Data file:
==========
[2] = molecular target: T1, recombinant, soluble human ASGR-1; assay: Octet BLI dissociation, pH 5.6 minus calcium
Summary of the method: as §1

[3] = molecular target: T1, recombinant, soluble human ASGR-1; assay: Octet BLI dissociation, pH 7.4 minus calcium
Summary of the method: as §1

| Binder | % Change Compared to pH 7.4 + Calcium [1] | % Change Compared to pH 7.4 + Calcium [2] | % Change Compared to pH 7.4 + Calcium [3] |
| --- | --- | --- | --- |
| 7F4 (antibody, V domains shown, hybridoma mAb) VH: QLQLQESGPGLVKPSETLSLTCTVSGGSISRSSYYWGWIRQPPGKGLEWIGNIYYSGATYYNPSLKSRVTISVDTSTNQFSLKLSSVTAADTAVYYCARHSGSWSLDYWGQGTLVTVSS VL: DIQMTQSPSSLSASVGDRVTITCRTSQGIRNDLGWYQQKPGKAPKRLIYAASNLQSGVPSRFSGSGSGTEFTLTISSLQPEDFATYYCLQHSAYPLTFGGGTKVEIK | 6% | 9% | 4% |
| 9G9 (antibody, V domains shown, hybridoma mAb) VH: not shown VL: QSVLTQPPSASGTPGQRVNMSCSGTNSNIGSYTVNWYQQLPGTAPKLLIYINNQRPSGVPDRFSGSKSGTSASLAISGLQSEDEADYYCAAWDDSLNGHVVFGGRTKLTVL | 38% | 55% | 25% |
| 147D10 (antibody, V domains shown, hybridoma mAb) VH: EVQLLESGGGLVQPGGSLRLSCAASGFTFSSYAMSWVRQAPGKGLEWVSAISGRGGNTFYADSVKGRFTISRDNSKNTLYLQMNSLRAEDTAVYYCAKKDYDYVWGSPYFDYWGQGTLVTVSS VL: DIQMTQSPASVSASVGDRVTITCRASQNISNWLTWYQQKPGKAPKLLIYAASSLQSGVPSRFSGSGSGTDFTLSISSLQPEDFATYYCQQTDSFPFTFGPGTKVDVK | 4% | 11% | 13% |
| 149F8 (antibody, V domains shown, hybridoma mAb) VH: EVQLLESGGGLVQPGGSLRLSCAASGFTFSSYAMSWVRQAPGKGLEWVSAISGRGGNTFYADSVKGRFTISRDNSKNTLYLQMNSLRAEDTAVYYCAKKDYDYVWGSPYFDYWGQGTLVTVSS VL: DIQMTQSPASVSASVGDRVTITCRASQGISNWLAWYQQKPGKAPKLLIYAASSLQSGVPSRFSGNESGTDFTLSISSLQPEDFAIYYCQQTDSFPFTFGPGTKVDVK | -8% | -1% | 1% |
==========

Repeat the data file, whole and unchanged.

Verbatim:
[2] = molecular target: T1, recombinant, soluble human ASGR-1; assay: Octet BLI dissociation, pH 5.6 minus calcium
Summary of the method: as §1

[3] = molecular target: T1, recombinant, soluble human ASGR-1; assay: Octet BLI dissociation, pH 7.4 minus calcium
Summary of the method: as §1

| Binder | % Change Compared to pH 7.4 + Calcium [1] | % Change Compared to pH 7.4 + Calcium [2] | % Change Compared to pH 7.4 + Calcium [3] |
| --- | --- | --- | --- |
| 7F4 (antibody, V domains shown, hybridoma mAb) VH: QLQLQESGPGLVKPSETLSLTCTVSGGSISRSSYYWGWIRQPPGKGLEWIGNIYYSGATYYNPSLKSRVTISVDTSTNQFSLKLSSVTAADTAVYYCARHSGSWSLDYWGQGTLVTVSS VL: DIQMTQSPSSLSASVGDRVTITCRTSQGIRNDLGWYQQKPGKAPKRLIYAASNLQSGVPSRFSGSGSGTEFTLTISSLQPEDFATYYCLQHSAYPLTFGGGTKVEIK | 6% | 9% | 4% |
| 9G9 (antibody, V domains shown, hybridoma mAb) VH: not shown VL: QSVLTQPPSASGTPGQRVNMSCSGTNSNIGSYTVNWYQQLPGTAPKLLIYINNQRPSGVPDRFSGSKSGTSASLAISGLQSEDEADYYCAAWDDSLNGHVVFGGRTKLTVL | 38% | 55% | 25% |
| 147D10 (antibody, V domains shown, hybridoma mAb) VH: EVQLLESGGGLVQPGGSLRLSCAASGFTFSSYAMSWVRQAPGKGLEWVSAISGRGGNTFYADSVKGRFTISRDNSKNTLYLQMNSLRAEDTAVYYCAKKDYDYVWGSPYFDYWGQGTLVTVSS VL: DIQMTQSPASVSASVGDRVTITCRASQNISNWLTWYQQKPGKAPKLLIYAASSLQSGVPSRFSGSGSGTDFTLSISSLQPEDFATYYCQQTDSFPFTFGPGTKVDVK | 4% | 11% | 13% |
| 149F8 (antibody, V domains shown, hybridoma mAb) VH: EVQLLESGGGLVQPGGSLRLSCAASGFTFSSYAMSWVRQAPGKGLEWVSAISGRGGNTFYADSVKGRFTISRDNSKNTLYLQMNSLRAEDTAVYYCAKKDYDYVWGSPYFDYWGQGTLVTVSS VL: DIQMTQSPASVSASVGDRVTITCRASQGISNWLAWYQQKPGKAPKLLIYAASSLQSGVPSRFSGNESGTDFTLSISSLQPEDFAIYYCQQTDSFPFTFGPGTKVDVK | -8% | -1% | 1% |